Penn State Law is hosting a screening of The Memphis 13: The Story of the Civil Rights Movement’s Smallest Pioneers. The public is welcome.
The film features interviews with thirteen African-American students who, in 1961, walked into what had been an all-white school in Memphis. The documentary also includes interviews with their families as well as students, teachers, and leaders who lived through the experience.
“In 1954, the Supreme Court decided Brown v. Board of Education
which held racial segregation in public education unconstitutional, but the Court’s subsequent enforcement decision in Brown II
left much room for public schools to evade Brown I’s
mandate,” said Carla Pratt
, professor of law at Penn State, who teaches and writes in the area of race and the law and is one of the organizers of the event.
“When we got to the school it was completely surrounded with police, police everywhere, lined up the sidewalk from the curb to the building they were on and on. They said the nastiest things—police now—said the nastiest things to me and my daughter as we walked up to the school door,” said Reverend Samuel “Billy” Kyles in a 2011 interview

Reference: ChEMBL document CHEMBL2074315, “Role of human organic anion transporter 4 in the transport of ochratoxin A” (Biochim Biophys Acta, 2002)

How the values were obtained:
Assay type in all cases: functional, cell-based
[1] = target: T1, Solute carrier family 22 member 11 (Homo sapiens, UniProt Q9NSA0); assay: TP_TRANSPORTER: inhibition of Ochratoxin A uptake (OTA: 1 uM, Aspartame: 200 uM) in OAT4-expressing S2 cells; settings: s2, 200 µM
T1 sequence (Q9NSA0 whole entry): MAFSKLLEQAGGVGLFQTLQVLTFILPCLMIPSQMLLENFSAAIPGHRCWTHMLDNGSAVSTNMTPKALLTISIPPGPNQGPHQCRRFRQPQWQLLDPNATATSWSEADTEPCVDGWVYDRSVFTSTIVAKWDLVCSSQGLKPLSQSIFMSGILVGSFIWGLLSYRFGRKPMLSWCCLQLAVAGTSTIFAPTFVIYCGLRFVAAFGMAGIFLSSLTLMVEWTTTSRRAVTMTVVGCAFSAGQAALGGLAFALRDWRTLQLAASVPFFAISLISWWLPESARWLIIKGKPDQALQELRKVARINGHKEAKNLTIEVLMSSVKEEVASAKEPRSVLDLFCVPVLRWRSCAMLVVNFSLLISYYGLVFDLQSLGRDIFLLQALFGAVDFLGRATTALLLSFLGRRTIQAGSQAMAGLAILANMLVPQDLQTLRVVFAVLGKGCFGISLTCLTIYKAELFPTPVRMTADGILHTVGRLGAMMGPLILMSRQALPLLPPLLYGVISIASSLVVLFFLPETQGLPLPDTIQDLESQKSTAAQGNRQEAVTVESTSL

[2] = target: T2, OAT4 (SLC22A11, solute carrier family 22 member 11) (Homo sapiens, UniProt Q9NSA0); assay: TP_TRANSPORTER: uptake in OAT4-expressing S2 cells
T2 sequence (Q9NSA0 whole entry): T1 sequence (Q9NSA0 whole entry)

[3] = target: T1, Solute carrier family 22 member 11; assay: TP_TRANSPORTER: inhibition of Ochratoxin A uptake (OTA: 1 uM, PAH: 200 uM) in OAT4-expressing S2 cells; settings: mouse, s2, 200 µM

with WKNOFM. Rev. Kyles, who is in the film, walked his daughter into her first-grade classroom on October 3, 1961.
This event is sponsored by the Black Law Students Association and the Law School Diversity Committee in honor of Black History Month. The film will begin at 5:00 p.m. on Monday, February 11 in the Greg Sutliff Auditorium, Lewis Katz Building, University Park, PA, and the Apfelbaum Family Courtroom and Auditorium, Lewis Katz Hall, Carlisle, PA. The film screening is live in both locations, and a discussion will follow.